The fast-paced combat system is very satisfying and forces the player to adapt seamlessly to their situations by utilizing ranged, melee, and magical attacks. Less time is spent in the menus and more time fighting as players are able to equip a primary and secondary weapon, as well as set magic attacks in advance. After chaining attacks and killing enough enemies, you also gain the ability to enter reckoning mode, where time slows around you and your damage output is increased. During this time, your enemies will not die, but enter an incapacitated state when you nearly deplete their health. Once your reckoning bar empties, you enter a brief cutscene that requires you to press a specific button. By mashing this button fast enough, you have the ability to increase the experience gained from the enemies surrounding you by 100%. Once the cinematic completes, all of the incapacitated enemies will topple over dead and your increased experience is granted. While the attacks in reckoning mode are always exciting to watch, in the standard difficulty mode, it sometimes makes encounters far easier than they should be.
Weapon selection in Amalur is extremely important. Each weapon has its own unique way of handling opponents and can be enhanced by placing skill points in traits that improve the weapon’s abilities. Weapons such as daggers are designed for rapid damage to a single target, chakrams are magic-imbued discs that are able to rapidly attack enemies at range and faeblades are curved blades capable of clearing out masses of enemies; you also have access to staves, sceptres, longswords and greatswords. I really enjoyed how Amalur uses this specialized system. Games that simply give me increased stats for weapons never make me feel as though I am becoming more and more skilled with the weapon, just stronger at doing the same basic moves. The ability to place skill points in improving a weapon and then seeing the combat animations and effects of these new moves is rewarding and warrants praise.
Mechanics Grade: 25/25
Kingdoms of Amalur‘s concept art was far more interesting than the in-game environments. While most areas are beautifully designed, the game engine simply does not allow for an immersive visual experience. The graphics are very similar to Fable 2, and don’t stack up against current games in the genre such as Skyrim and Fallout: New Vegas. While the game does have a progressing clock, the environments never changed to reflect the time of day. Any game that features an evolving world should be expected to have a day/night cycle in place, and the absence of it made the world sometimes seem static and boring. NPCs function in a similar manner, with most of them never leaving their place in the world; if they did, it was only to travel a short distance. At times, this make the game feel like a single-player MMORPG experience, which is about as dull as it sounds.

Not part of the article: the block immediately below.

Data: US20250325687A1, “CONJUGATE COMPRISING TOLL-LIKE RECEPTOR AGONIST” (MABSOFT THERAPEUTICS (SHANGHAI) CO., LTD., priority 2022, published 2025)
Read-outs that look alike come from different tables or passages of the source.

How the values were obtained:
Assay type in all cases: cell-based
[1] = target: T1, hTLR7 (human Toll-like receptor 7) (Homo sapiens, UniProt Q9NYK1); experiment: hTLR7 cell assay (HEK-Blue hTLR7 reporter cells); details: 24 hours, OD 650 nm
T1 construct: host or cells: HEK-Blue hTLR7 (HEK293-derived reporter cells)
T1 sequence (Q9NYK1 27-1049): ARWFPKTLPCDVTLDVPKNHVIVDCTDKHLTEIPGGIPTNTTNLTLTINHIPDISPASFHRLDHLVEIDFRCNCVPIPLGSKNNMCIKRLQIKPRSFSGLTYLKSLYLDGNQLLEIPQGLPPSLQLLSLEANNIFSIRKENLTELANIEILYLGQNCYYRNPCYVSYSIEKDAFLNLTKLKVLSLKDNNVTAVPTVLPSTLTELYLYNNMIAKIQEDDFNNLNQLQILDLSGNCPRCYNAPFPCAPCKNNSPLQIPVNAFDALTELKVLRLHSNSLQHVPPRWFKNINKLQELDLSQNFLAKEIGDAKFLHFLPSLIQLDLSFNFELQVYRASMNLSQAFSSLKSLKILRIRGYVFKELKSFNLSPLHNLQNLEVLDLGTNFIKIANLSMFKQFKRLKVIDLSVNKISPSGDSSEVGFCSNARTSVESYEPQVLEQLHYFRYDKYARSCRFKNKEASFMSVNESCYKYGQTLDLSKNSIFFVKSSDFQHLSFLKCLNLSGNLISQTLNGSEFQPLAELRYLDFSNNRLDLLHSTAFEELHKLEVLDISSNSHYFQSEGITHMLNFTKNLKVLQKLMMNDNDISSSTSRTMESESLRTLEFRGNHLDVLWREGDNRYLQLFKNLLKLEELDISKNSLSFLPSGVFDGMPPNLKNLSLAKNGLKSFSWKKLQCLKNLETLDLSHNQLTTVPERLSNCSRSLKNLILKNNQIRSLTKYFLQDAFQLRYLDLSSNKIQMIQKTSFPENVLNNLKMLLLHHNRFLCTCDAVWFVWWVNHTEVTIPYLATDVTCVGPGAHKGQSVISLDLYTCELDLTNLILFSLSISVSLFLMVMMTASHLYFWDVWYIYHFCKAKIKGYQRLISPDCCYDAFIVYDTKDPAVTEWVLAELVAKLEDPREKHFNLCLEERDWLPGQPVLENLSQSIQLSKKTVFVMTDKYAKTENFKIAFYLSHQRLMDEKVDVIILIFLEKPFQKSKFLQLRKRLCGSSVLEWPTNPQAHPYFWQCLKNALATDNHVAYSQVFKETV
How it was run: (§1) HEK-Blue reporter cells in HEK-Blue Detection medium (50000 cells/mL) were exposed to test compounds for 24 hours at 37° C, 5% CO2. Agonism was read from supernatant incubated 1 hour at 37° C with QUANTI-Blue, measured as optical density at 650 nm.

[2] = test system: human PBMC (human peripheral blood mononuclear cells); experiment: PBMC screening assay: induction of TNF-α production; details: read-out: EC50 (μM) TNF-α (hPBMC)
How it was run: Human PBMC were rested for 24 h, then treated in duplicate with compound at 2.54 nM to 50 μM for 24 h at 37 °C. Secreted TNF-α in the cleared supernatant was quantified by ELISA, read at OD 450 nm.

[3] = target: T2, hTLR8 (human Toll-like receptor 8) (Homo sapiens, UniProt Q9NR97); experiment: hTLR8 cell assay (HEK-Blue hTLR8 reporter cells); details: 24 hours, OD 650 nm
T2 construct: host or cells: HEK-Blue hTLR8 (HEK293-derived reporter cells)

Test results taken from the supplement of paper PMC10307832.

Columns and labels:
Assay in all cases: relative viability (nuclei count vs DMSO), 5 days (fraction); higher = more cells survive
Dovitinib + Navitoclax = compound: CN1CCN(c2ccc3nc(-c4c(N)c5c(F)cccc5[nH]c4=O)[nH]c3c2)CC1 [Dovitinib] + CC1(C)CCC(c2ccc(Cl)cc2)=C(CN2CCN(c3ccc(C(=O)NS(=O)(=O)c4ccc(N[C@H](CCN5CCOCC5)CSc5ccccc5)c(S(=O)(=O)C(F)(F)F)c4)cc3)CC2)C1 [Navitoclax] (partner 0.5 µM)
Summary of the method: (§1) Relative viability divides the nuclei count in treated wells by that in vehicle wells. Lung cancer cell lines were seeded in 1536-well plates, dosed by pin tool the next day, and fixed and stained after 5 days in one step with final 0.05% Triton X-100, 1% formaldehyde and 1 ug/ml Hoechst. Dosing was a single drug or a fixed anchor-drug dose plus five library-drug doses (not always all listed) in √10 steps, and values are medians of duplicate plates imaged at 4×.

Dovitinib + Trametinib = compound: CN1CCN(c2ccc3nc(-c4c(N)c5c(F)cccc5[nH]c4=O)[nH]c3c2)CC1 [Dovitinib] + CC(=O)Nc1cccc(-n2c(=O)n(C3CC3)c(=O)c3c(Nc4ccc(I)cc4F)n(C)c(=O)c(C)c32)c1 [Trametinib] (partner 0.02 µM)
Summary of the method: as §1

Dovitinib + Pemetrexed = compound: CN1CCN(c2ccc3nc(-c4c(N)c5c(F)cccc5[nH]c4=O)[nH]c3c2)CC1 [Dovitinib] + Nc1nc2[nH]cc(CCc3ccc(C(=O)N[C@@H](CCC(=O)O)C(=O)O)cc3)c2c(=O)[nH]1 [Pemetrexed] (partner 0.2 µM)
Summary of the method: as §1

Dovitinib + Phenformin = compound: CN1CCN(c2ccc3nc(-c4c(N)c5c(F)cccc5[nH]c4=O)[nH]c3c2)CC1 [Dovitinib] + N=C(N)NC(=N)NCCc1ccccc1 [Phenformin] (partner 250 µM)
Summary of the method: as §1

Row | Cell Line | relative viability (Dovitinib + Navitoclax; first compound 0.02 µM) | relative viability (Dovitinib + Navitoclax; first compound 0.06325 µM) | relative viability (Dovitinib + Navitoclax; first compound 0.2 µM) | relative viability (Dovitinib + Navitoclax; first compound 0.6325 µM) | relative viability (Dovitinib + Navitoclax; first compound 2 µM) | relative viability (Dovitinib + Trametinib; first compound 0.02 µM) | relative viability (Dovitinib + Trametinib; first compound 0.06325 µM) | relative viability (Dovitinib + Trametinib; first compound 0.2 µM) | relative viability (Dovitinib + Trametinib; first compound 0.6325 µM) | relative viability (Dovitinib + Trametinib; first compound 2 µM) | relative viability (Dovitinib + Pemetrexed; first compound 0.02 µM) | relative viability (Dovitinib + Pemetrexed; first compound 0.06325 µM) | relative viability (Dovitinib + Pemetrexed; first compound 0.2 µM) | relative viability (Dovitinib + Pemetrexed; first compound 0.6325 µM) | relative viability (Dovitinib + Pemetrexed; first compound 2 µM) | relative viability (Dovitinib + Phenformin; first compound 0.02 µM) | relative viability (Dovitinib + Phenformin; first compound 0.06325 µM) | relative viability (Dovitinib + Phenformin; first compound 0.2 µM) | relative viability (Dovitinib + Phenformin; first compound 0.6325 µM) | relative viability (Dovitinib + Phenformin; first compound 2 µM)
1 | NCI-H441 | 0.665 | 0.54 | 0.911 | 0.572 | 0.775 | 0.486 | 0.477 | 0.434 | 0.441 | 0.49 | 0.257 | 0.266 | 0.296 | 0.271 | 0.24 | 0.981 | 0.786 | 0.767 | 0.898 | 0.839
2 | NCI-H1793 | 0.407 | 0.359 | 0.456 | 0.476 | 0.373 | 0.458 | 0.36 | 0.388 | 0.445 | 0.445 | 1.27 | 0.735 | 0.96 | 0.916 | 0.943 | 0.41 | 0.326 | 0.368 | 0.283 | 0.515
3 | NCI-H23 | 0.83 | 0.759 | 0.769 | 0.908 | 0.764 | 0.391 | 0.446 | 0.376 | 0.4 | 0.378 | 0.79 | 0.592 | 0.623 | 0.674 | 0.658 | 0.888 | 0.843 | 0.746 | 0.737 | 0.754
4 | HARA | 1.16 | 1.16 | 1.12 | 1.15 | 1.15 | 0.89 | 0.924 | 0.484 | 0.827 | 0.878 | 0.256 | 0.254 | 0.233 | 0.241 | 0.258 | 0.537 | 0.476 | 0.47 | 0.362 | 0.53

While the environment’s graphics are lackluster, the combat animations are some of the best I have seen in a game. Players have the ability to customize their weapons with various attributes and the game reflects the changes visually. For instance, by enchanting chakrams with fire, you are able to toss burning discs during the fight and laugh maniacally at your enemies as they burn away. The visuals for each new ability you learn are always unique and appealing, which excited me every time I unlocked a new move for a weapon. With such a rewarding combat experience, it is needless to say that not only was I fine with confrontation, but actively sought it out.
The musical score for Kingdoms of Amalur features likeable music, but nothing brilliant or entertaining enough to convince me to buy the soundtrack. The title screen offers a wonderful composition that will get any player in the mood to play, but after that point, the game seems to put compositions in random places. For instance, I heard a song playing as I entered a forest temple that sounded as though it was entirely inspired by the Harry Potter score; I was waiting for Hogwarts to appear around the corner. The battle music also does not reflect the adrenaline rush that the visuals portray. Voice acting in the game is fair, but the dialogue is excellent. I rarely ran into characters muttering repeat phrases or saying things that seemed out-of-place or awkward.
Atmosphere Grade: 20/25
I have to admit, I frequently found myself wanting to do one more quest in Kingdoms of Amalur. The game intelligently broke up the quests into very manageable segments, so I never felt as though I was about to embark on an unending journey. This was beneficial in not only keeping me interested in playing (and not becoming frustrated with being stuck in a dungeon for hours upon hours), but it allowed me to familiarize myself with the game’s many unique characters. The stories given to each of the quests were always well thought out, and I never felt that I was doing a simple errand, nor was I ever tasked with a simple clean-up operation that involved killing a variable amount of enemies.
For the completionist, Kingdoms of Amalur features a ton of artifacts known as lorestones scattered throughout the world. By collecting a certain amount of lorestones per area, you gain a permanent stat bonus to your character based on the stones you found. While not all RPG fanatics are players with the collector mindset, anyone who is looking to improve their character will certainly find themselves scrambling throughout the world in search of these rare items.
Among the class system, appealing combat, and endless quests, Kingdoms of Amalur is certainly an addicting game for any RPG fan. Additionally, players of various action games such as God of War or Dynasty Warriors will appreciate the engaging fights and enjoy the challenge they pose. While certainly not a masterpiece, Kingdoms of Amalur is an excellent debut title for 38 Games. I am very excited to not only see their future content, but what other developers do with some of the excellent features 38 Games has introduced to the industry in Kingdoms of Amalur.
Entertainment Value Grade: 23.5/25
Overall Rating 88.5% (B+)